Of course the league is "letting them do it," because there's nothing in the rule book that says a team can't play a certain type of defensive system. And as far as the "making them look bad" is concerned, it should again be pointed out that Tampa Bay did, in fact, win the hockey game, which is still the ultimate goal.

Tampa Bay doesn't pride itself on winning games in style, because if it did, it wouldn't be playing the 1-3-1 to begin with. So it's doubtful the Lightning are going to apologize for the boring manner in which they win games. And they aren't.

"We're sticking to the game plan," said Boucher, via the St. Pete Times. "When we have the puck we're aggressive with it, and when we don't have the puck we dedicate ourselves to being above the puck instead of chasing from behind. It tells me guys are buying in."

Sabres coach Lindy Ruff chimed in on Thursday and according to John Vogl condoned Tampa Bay's style of play, but did add that there has to be an obligation to try and get the puck if the other team has it.

There also has to be an obligation for the team with the puck to move it.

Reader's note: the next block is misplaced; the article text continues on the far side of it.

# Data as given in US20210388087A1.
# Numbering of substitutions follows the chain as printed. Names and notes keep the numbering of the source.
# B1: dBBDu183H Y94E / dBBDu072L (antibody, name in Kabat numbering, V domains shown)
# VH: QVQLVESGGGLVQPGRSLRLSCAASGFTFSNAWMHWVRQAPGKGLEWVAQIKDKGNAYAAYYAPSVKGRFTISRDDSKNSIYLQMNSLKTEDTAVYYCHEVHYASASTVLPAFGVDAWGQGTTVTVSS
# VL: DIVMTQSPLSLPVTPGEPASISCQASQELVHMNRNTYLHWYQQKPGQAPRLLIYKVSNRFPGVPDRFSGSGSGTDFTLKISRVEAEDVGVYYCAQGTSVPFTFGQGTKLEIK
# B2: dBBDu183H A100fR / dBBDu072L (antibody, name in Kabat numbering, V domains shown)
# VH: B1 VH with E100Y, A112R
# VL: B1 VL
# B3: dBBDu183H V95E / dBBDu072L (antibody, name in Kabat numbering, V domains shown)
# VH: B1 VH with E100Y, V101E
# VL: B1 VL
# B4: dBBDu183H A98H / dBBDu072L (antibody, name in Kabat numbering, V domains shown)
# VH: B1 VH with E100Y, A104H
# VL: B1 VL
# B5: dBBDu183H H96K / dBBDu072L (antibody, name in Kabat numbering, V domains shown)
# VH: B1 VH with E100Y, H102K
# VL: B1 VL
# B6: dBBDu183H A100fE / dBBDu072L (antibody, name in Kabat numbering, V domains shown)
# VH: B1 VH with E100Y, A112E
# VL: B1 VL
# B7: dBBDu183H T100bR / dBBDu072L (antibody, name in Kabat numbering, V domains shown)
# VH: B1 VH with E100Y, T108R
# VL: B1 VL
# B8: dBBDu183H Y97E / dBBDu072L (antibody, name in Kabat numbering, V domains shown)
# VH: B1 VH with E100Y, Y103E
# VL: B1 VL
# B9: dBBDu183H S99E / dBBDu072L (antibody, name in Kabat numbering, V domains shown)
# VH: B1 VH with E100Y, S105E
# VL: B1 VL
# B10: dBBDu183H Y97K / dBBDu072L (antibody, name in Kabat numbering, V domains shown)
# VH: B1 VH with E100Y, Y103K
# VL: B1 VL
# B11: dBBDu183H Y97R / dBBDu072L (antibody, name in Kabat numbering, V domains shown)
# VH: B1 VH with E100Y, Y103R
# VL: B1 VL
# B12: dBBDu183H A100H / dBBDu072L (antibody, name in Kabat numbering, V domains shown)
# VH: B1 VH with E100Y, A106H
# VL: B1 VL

As a hockey fan, of course I would prefer to see a more offensive game that highlights the skill of the players on the ice, so I can't say that I love the way Tampa Bay plays. I certainly respect it, and I respect the way players have obviously bought into Boucher's system, but it is boring. But I also don't want to see anything that would limit their ability to play that style of hockey or restrict a players' on-ice movements, such as the type of "illegal defense" rules the NBA has attempted over the years, mainly because I'm not sure how you enforce it, and also because the referees have enough to worry about without trying to identify what system a team is playing.

I don't blame the Lightning for what took place Wednesday night, and focussing on Tampa Bay seems to overlook the fact that just about every team in the NHL plays some variation of the trap -- it's just that the Lightning's is different from all the others. Still, when the Flyers have the puck the onus is on them to advance it, play the game, and figure out a way to exit their own zone, navigate through the neutral zone and enter the offensive zone. They chose not to do that.

And let's not act like the Lightning and their system, no matter how committed they are to it, are impossible to score against. Last season they allowed 155 goals during 5-on-5 play (when they would have been playing their system). Only 12 teams in the NHL allowed more. So far this season they've allowed 33 goals during 5-on-5 play, which is the fourth most in the NHL (only Ottawa, Carolina and Philadelphia have allowed more).

You can score against them. The only way you're guaranteed to not score against them is if you make no effort.

Photo: Getty Images

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Since: Aug 22, 2007
Posted on: November 12, 2011 10:47 am

It's a trap: Tampa Bay's system under attack